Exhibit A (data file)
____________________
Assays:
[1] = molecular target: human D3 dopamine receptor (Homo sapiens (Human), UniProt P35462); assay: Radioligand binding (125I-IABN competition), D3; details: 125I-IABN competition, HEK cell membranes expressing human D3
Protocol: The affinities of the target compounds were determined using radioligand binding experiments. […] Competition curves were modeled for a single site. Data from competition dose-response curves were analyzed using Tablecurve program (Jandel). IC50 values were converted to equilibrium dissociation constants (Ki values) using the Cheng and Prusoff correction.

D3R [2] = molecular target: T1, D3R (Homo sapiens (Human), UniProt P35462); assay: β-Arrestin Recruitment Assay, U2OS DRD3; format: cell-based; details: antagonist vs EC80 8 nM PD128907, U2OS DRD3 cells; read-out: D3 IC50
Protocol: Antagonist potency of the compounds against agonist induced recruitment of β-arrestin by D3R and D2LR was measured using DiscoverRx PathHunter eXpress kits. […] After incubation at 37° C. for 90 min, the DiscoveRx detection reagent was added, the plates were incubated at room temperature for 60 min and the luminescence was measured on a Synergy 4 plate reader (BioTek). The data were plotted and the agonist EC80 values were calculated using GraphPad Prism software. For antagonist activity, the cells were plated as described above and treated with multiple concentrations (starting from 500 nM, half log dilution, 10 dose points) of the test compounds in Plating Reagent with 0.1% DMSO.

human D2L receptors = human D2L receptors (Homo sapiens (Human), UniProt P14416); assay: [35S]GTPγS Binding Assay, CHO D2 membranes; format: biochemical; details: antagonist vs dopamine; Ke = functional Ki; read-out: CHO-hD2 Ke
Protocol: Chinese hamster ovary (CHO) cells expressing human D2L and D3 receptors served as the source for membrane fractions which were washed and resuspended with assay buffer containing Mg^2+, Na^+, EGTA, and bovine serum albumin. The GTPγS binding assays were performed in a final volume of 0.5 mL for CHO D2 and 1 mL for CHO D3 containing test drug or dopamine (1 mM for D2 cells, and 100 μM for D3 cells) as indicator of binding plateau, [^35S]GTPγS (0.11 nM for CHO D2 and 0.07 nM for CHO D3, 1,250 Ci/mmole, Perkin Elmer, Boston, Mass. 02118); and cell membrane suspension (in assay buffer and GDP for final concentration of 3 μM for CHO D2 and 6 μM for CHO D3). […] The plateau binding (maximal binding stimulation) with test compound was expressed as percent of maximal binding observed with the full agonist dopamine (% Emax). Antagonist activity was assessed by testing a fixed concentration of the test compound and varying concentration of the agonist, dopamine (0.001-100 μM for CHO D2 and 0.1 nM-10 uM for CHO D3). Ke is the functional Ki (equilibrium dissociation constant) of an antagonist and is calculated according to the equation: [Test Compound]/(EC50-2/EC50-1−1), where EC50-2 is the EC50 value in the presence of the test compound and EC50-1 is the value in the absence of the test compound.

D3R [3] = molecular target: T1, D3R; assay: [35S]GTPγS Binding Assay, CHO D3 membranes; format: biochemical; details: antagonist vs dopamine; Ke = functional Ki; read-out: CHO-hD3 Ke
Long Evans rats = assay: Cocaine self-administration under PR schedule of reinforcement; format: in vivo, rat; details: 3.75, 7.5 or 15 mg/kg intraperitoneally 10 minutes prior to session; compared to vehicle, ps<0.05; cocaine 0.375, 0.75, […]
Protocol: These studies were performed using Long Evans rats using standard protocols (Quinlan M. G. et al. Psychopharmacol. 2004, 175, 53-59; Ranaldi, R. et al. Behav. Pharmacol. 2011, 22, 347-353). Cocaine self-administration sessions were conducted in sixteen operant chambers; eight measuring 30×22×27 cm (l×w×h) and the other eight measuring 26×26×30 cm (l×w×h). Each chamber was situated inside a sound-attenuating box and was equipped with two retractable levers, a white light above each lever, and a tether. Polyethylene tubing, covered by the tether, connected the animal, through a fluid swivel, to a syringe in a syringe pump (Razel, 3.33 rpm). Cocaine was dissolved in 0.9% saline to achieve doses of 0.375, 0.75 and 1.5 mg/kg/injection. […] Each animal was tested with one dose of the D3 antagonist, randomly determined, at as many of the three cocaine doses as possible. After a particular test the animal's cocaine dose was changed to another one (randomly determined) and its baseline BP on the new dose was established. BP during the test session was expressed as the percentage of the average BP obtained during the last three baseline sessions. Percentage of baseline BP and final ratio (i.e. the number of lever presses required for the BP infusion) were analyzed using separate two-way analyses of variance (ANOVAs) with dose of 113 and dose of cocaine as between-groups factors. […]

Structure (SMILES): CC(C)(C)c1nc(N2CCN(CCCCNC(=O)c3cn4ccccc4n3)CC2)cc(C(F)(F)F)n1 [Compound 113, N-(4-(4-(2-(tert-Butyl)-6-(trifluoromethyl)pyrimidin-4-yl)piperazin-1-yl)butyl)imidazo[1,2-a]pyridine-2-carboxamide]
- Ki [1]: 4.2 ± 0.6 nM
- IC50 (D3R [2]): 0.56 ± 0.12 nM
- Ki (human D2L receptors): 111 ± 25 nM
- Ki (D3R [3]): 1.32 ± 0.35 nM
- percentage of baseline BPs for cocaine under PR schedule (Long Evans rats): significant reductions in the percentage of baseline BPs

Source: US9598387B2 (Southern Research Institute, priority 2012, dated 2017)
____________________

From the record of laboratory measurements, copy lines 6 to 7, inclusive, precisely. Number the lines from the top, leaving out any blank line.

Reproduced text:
human D2L receptors = human D2L receptors (Homo sapiens (Human), UniProt P14416); assay: [35S]GTPγS Binding Assay, CHO D2 membranes; format: biochemical; details: antagonist vs dopamine; Ke = functional Ki; read-out: CHO-hD2 Ke
Protocol: Chinese hamster ovary (CHO) cells expressing human D2L and D3 receptors served as the source for membrane fractions which were washed and resuspended with assay buffer containing Mg^2+, Na^+, EGTA, and bovine serum albumin. The GTPγS binding assays were performed in a final volume of 0.5 mL for CHO D2 and 1 mL for CHO D3 containing test drug or dopamine (1 mM for D2 cells, and 100 μM for D3 cells) as indicator of binding plateau, [^35S]GTPγS (0.11 nM for CHO D2 and 0.07 nM for CHO D3, 1,250 Ci/mmole, Perkin Elmer, Boston, Mass. 02118); and cell membrane suspension (in assay buffer and GDP for final concentration of 3 μM for CHO D2 and 6 μM for CHO D3). […] The plateau binding (maximal binding stimulation) with test compound was expressed as percent of maximal binding observed with the full agonist dopamine (% Emax). Antagonist activity was assessed by testing a fixed concentration of the test compound and varying concentration of the agonist, dopamine (0.001-100 μM for CHO D2 and 0.1 nM-10 uM for CHO D3). Ke is the functional Ki (equilibrium dissociation constant) of an antagonist and is calculated according to the equation: [Test Compound]/(EC50-2/EC50-1−1), where EC50-2 is the EC50 value in the presence of the test compound and EC50-1 is the value in the absence of the test compound.